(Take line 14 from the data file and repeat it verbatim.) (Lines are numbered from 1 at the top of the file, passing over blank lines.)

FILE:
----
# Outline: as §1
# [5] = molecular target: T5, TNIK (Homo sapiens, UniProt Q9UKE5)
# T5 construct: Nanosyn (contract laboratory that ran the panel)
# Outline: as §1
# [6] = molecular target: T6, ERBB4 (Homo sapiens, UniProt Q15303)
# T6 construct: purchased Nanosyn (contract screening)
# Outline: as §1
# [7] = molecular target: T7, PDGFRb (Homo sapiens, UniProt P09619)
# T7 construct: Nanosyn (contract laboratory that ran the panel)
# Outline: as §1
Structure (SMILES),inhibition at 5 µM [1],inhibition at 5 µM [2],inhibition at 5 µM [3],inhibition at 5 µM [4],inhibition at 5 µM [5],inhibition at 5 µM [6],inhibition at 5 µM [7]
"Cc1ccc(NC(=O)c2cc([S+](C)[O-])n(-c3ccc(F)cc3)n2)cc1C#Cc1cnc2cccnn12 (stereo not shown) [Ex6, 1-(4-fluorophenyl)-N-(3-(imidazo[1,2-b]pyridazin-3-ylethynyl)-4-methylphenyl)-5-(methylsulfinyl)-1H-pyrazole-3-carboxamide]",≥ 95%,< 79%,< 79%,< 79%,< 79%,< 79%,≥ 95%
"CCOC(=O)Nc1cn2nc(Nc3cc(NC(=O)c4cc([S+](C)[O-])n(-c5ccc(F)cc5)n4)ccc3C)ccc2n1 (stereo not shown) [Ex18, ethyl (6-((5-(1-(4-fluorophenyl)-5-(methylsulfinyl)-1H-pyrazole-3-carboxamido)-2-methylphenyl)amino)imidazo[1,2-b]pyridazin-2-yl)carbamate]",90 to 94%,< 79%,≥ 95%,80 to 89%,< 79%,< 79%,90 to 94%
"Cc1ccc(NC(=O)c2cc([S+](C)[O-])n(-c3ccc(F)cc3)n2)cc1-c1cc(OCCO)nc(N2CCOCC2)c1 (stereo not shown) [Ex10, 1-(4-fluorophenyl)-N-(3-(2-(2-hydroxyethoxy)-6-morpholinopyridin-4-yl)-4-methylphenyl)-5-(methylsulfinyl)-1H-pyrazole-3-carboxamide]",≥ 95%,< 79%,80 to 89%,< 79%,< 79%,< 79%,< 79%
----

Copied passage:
"Cc1ccc(NC(=O)c2cc([S+](C)[O-])n(-c3ccc(F)cc3)n2)cc1-c1cc(OCCO)nc(N2CCOCC2)c1 (stereo not shown) [Ex10, 1-(4-fluorophenyl)-N-(3-(2-(2-hydroxyethoxy)-6-morpholinopyridin-4-yl)-4-methylphenyl)-5-(methylsulfinyl)-1H-pyrazole-3-carboxamide]",≥ 95%,< 79%,80 to 89%,< 79%,< 79%,< 79%,< 79%